Pollution may be Defined as ³an undesired change in the physical, chemical or biological characteristics of our air, water and

land that may or will harmfully, affect human life, the lives of the desirable species, our industrial processes, living conditions and cultural assets, or that may deteriorate our raw material resources´. It may defined as ³an addition or excessive addition of certain materials to the physical environment(water, air, and lands) making it less fit for life´

CLASSIFICATION OF POLLUTANTS
According to the form in which they persist 1. Primary pollutants. Eg DDT, plastics 2. Secondary pollutants. Eg, peraxyacetyl nitrate (PAN) formed by the reaction of primary pollutants namely nitrogen oxides and hydrocarbons in the presence of sunlight II. According to their existence in nature 1. Quantitative pollutants. Concentration reaches beyond a threshold value in the environment eg, CO2, 2. Qualitative pollutants. Which do not occur in nature but are passed into it by human activities eg, fungicides, herbicides, DDT etc III. According to their natural disposal 1. Biodegradable pollutants. Eg sewage 2. Non-degradable pollutants. Eg, plastics, DDT IV. In terms of origin of pollution 1. Natural. Eg volcanic eruptions 2. Anthropogenic. Eg Industrial pollution etc. I.

Air Pollution
The occurrence or addition of foreign particles, gases and other pollutants into the air, which have an adverse effect on human beings, animals, vegetation, buildings and other objects is called air pollution

Natural: forest fires, pollen, dust storm

Unnatural: man-made; coal, wood and other fuels used in cars, homes, and factories for energy

1. Gaseous Pollutants 2. Particulate Pollutants (a) Setteable - larger than 10 micron in dia particles (b) Suspended ± dust and smoke Dust: The larger suspended particles more than 1 micro meter in diameter (solid) Mist: The larger suspended particles more than 1 micro meter in diameter (liquid)

SOURCES OF AIR POLLUTANTS
Category Examples Important pollutants
H2S, sulphur oxide, fluorides, organic vapours and dust

Chemical plants Petroleum refineries, fertilizers, cements, papermills, ceramic clay products, glass manufacture Crop spraying Pesticides and weedicides

Organophosphates, chlorinated hydrocarbons, lead, arsenic Sulphur and nitrogen oxides Metal flumes (Pb and Zn) fluorides and particulates

Fuel burning

Domestic burning, thermal power plants Aluminium refineries and steel plant

Metallurgy plants

SOURCES OF AIR POLLUTANTS
Category
Nuclear device testing Ore preparations Spray painting, ink, solvent cleansing Transportation

Examples
Bomb explosions

Important pollutants
Radioactive fall out, Sr-90, Cs-137, C-14 etc. Uranium and beryllium dust, other particulates Hydrocarbons and other organic vapours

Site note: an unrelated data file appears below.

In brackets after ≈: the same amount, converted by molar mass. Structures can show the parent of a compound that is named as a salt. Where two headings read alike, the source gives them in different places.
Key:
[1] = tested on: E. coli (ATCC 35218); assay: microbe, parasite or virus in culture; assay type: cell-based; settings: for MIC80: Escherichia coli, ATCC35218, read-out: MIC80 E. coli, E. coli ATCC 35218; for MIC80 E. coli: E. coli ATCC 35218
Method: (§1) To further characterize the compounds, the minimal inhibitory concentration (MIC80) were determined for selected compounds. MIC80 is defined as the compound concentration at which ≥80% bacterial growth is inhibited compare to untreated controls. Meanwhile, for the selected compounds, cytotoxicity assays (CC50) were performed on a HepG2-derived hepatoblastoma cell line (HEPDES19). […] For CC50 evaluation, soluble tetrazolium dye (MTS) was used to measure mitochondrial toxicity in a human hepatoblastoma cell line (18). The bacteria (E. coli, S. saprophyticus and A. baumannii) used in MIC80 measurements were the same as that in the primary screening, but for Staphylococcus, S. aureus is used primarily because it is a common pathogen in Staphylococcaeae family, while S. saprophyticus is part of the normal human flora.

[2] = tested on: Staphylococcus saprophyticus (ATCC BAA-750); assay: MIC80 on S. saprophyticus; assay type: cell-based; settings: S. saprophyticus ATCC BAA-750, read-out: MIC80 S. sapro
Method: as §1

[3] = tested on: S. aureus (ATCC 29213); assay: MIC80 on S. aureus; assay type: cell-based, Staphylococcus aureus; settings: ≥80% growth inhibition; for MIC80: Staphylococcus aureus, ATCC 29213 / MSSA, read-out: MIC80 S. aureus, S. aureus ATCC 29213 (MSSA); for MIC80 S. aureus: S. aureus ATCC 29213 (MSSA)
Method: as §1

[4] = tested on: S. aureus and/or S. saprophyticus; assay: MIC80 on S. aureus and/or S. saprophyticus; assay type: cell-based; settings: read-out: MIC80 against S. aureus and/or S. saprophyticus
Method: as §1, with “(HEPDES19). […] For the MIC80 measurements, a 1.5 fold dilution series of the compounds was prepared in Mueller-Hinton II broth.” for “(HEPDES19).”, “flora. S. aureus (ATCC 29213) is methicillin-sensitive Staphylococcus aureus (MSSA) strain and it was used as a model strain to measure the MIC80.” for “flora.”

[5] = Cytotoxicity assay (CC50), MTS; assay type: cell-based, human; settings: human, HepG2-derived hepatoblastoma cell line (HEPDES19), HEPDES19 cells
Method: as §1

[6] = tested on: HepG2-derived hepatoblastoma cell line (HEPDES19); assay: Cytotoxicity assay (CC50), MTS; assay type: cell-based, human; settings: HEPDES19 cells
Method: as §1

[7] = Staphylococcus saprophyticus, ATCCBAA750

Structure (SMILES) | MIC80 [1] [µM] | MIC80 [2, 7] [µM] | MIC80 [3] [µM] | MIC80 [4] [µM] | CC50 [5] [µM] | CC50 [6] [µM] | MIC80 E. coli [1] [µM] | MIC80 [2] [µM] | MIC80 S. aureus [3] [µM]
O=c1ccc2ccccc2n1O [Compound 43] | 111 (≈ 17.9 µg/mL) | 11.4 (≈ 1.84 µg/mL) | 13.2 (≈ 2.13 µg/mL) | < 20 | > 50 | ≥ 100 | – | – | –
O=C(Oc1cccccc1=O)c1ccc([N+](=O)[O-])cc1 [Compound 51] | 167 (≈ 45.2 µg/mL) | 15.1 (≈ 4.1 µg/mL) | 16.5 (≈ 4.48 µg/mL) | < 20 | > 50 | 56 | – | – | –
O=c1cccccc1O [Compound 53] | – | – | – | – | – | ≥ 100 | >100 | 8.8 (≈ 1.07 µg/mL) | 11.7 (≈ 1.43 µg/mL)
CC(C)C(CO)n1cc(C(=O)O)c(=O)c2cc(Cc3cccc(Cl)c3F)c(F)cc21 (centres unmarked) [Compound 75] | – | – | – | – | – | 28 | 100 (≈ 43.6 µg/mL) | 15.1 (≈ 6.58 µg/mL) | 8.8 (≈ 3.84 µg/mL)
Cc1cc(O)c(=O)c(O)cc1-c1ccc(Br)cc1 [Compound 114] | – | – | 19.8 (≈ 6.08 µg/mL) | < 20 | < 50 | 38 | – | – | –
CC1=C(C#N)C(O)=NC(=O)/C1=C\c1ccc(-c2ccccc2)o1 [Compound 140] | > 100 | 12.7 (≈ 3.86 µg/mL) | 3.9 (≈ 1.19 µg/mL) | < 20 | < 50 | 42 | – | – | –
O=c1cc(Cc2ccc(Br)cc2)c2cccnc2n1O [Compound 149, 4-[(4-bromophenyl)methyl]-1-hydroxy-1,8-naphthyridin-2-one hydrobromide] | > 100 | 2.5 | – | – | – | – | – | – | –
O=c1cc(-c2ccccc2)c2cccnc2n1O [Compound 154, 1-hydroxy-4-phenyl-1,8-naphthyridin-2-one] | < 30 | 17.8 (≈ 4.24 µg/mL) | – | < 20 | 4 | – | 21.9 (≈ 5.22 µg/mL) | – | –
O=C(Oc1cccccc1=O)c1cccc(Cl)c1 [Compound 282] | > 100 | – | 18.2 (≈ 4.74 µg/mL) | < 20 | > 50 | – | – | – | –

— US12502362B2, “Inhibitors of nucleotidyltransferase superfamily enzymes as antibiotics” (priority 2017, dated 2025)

Crushing, grinding and screening Printing and chemical separations, furniture, dyeing Cars, trucks, aero planes and railways

CO, No, NO2, Pb, smoke, soot, organic vapors etc.

Carbon Monoxide ‡colorless, odorless ‡produced when carbon does not burn in fossil fuels ‡present in car exhaust ‡deprives body of O2 causing headaches, fatigue, and impaired vision

Sulfur Dioxide ‡produced when coal and fuel oil are burned ‡present in power plant exhaust ‡narrows the airway, causing wheezing and shortness of breath, especially in those with asthma

Nitrogen Dioxide ‡reddish, brown gas ‡produced when nitric oxide combines with oxygen in the atmosphere ‡present in car exhaust and power plants ‡affects lungs and causes wheezing; increases chance of respiratory infection

Particulate Matter ‡particles of different sizes and structures that are released into the atmosphere ‡present in many sources including fossil fuels, dust, smoke, fog, etc. ‡can build up in respiratory system ‡aggravates heart and lung disease; increases risk of respiratory infection

GROUND LEVEL OZONE
‡at upper level, ozone shields Earth from sun·s harmful UV rays ‡at ground level, ozone is harmful pollutants ‡formed from car, power and chemical plant exhaust ‡irritate respiratory system and asthma; reduces lung function by inflaming and damaging lining of lungs

‡Combination of gases with water vapor and dust ‡Combination of words smoke and fog ‡Forms when heat and sunlight react gases (photochemical smog) ‡Occurs often with heavy traffic, high temperatures, and calm winds

‡1st smog related deaths were in London in 1873; death toll 500 people; can you imagine how much worse the atmosphere is now?! ‡Limits visibility ‡Decreases UV radiation ‡Yellow/black color over cities ‡Causes respiratory problems and bronchial related deaths

‡Ride your bike

‡Tell your friends and family about pollution

‡Make sure your parents get pollution checks on their cars

‡Ride the school bus

‡Learn more; stay up to date

‡Join a group to stop pollution

‡Encourage your parents to carpool to work

‡Switch off lights, fan, heat, etc. when you leave the room

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